Suffolk Heritage Guide
Suffolk is blessedly ignored by most tourists to the UK, a fact which local businesses might not appreciate, but which offers a great opportunity for those travelers bright enough to get off the beaten track and explore this largely agricultural county. To describe the landscape in one word, you'd have to call Suffolk "flat", though perhaps a kinder description would be to say that it has gently rolling meadows and peaceful valleys.
One of these valleys is the Stour, beloved of the painters Thomas Gainsborough and John Constable, both of whom painted the area frequently. The area of Dedham Vale featured so frequently in the latter's work that is is known as Constable Country. Gainsborough's birthplace in Sudbury is now preserved as Gainsborough House, where visitors can explore a museum devoted to the painter's life and view the largest collection of his work in England. In the town is St. Gregory's church, which dates in part to the 7th century.
Suffolk is blessed with a wealth of wonderful parish churches from the late Middle Ages, when the region's economy soared due to the success of sheep raising and wealthy wool merchants bestowed their largess on ecclesiastical building projects.
One of the finest "wool churches" is at Long Melford, where, fittingly, Holy Trinity is the longest parish in the county at about 250 ft. The exterior is a magnificent example of flush-work and the 15th century stained glass is superb. Kentwell Hall, on the edge of Long Melford, is a moated red-brick Tudor manor that hosts regular Tudor "living-history" events.
If any place in Suffolk can claim to attract tourists it is Lavenham, where visitors come for the beautifully preserved architecture. There are over 300 listed buildings in the town, most of them authentic medieval houses exhibiting a range of styles, from half-timbering to elaborate pargeting (a kind of raised decorative plasterwork often seen on the gable ends of houses). The superb 16th century Guild Hall houses a local history museum.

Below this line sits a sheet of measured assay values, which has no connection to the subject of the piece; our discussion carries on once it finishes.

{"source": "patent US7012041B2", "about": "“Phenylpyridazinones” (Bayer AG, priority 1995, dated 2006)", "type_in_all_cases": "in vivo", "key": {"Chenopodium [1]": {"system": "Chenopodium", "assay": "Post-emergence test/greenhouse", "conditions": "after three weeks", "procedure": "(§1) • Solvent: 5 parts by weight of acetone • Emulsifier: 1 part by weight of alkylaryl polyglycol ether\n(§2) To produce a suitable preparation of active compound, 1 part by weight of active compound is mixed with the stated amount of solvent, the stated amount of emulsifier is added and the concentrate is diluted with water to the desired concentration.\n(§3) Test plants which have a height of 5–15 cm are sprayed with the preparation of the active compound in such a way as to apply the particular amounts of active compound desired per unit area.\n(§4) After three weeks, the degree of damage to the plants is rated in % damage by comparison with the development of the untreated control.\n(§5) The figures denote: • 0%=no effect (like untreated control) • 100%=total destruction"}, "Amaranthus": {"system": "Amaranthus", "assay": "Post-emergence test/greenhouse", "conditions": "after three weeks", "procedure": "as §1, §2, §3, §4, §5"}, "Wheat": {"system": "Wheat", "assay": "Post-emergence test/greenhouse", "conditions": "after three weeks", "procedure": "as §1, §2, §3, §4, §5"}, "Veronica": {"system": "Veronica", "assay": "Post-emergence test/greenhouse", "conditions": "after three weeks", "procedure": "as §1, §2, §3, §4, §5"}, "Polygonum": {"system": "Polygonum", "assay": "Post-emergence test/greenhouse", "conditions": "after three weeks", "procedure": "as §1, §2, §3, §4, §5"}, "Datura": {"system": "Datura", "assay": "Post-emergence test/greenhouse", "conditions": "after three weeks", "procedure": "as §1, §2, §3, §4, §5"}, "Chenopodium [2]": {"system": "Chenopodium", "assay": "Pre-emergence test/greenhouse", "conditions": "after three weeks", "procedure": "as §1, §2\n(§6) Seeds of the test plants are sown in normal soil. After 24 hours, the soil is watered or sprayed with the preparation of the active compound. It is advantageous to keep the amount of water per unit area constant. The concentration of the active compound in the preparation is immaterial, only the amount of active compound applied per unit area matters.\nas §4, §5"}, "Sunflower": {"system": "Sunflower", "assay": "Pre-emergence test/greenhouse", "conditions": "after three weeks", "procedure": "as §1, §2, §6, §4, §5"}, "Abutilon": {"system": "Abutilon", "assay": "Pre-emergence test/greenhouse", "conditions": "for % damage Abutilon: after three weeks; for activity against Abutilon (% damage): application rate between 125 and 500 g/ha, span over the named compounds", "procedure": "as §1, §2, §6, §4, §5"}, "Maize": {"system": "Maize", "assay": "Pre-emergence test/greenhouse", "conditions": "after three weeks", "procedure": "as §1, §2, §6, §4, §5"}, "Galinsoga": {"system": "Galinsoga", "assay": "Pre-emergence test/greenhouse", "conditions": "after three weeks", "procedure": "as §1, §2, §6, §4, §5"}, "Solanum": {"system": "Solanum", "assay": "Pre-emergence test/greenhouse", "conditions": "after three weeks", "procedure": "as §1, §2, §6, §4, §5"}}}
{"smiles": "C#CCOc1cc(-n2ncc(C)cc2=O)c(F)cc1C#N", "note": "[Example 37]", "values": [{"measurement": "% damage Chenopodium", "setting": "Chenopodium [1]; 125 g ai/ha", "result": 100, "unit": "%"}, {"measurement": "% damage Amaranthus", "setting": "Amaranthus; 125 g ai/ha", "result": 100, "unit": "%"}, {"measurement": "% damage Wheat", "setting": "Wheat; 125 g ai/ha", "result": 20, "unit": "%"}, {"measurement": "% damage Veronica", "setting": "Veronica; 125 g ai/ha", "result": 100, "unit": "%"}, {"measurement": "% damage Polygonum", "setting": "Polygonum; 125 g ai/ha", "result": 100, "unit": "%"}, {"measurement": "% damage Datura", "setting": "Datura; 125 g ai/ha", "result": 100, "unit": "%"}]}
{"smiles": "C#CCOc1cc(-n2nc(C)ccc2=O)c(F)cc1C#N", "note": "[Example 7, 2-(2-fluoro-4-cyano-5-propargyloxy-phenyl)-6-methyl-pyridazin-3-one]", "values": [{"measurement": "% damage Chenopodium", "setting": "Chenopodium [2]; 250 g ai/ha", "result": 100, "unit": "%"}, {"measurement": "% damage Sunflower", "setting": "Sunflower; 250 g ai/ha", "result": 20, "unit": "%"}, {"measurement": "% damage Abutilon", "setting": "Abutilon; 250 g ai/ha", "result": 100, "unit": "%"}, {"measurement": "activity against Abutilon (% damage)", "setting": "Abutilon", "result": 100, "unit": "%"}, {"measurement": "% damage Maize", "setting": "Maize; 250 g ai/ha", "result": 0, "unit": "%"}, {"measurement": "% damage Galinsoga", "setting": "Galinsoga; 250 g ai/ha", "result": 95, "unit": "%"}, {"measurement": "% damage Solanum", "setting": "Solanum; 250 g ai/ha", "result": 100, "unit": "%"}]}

Orford Castle is a former royal fortress built in the 12th century by Henry II for coastal defenses. The well-preserved remains are composed of a strong central keep with three sturdy towers soaring about 90 feet above the surrounding village. By comparison to the solitary keep of Orford, 12th century Framlingham Castle has 13 towers in an imposing curtain wall surrounding the castle.
Bury St. Edmunds was home to a prosperous abbey in the Middle Ages, but now the abbey ruins lie in crumbling splendour within a lovely garden. In contrast, the 16th century Cathedral of St. Edmundsbury is very much in repair, and the hammerbeam roof is excellent.
Just 3 miles from Bury is Ickworth House, the idiosyncratic creation of the Earl of Bristol in 1795. The central feature (literally) is a massive oval rotunda. The Italianate interior is set off with excellent furniture, silver, and fine art, including paintings by Titian and Gainsborough, and the house is set in parklands designed by the ubiquitous Capability Brown.
Finally, we must mention the Suffolk Coast, an intriguing mix of popular resorts, like Lowestoft and Southwold, and mile upon mile of peaceful wave-washed shore. The Suffolk Heritage Coast runs from Felixstowe in the south almost to Lowestoft, and for most of that way the long-distance Suffolk Coast Path follows the sound of the surf, providing enjoyable, if sometimes windy, walking without the crowds.